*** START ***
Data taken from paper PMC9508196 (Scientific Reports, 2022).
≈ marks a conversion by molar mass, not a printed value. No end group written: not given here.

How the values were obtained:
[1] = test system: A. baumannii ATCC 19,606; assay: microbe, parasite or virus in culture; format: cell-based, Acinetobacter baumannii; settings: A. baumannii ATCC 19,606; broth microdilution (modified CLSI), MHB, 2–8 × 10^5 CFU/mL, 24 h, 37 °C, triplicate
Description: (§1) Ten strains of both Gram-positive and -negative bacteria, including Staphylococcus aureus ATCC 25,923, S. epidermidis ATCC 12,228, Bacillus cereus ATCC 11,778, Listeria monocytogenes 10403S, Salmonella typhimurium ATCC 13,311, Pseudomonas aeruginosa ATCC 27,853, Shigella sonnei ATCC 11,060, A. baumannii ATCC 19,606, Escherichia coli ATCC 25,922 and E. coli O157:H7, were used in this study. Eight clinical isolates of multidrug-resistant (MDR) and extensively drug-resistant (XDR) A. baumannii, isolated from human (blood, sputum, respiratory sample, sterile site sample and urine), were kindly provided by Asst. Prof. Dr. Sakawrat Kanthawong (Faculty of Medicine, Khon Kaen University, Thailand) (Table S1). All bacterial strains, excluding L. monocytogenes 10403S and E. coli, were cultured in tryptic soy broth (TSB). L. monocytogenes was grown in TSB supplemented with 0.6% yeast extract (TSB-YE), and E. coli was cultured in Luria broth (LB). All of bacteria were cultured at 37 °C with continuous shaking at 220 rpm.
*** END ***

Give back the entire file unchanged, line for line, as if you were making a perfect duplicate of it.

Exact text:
Data taken from paper PMC9508196 (Scientific Reports, 2022).
≈ marks a conversion by molar mass, not a printed value. No end group written: not given here.

How the values were obtained:
[1] = test system: A. baumannii ATCC 19,606; assay: microbe, parasite or virus in culture; format: cell-based, Acinetobacter baumannii; settings: A. baumannii ATCC 19,606; broth microdilution (modified CLSI), MHB, 2–8 × 10^5 CFU/mL, 24 h, 37 °C, triplicate
Description: (§1) Ten strains of both Gram-positive and -negative bacteria, including Staphylococcus aureus ATCC 25,923, S. epidermidis ATCC 12,228, Bacillus cereus ATCC 11,778, Listeria monocytogenes 10403S, Salmonella typhimurium ATCC 13,311, Pseudomonas aeruginosa ATCC 27,853, Shigella sonnei ATCC 11,060, A. baumannii ATCC 19,606, Escherichia coli ATCC 25,922 and E. coli O157:H7, were used in this study. Eight clinical isolates of multidrug-resistant (MDR) and extensively drug-resistant (XDR) A. baumannii, isolated from human (blood, sputum, respiratory sample, sterile site sample and urine), were kindly provided by Asst. Prof. Dr. Sakawrat Kanthawong (Faculty of Medicine, Khon Kaen University, Thailand) (Table S1). All bacterial strains, excluding L. monocytogenes 10403S and E. coli, were cultured in tryptic soy broth (TSB). L. monocytogenes was grown in TSB supplemented with 0.6% yeast extract (TSB-YE), and E. coli was cultured in Luria broth (LB). All of bacteria were cultured at 37 °C with continuous shaking at 220 rpm.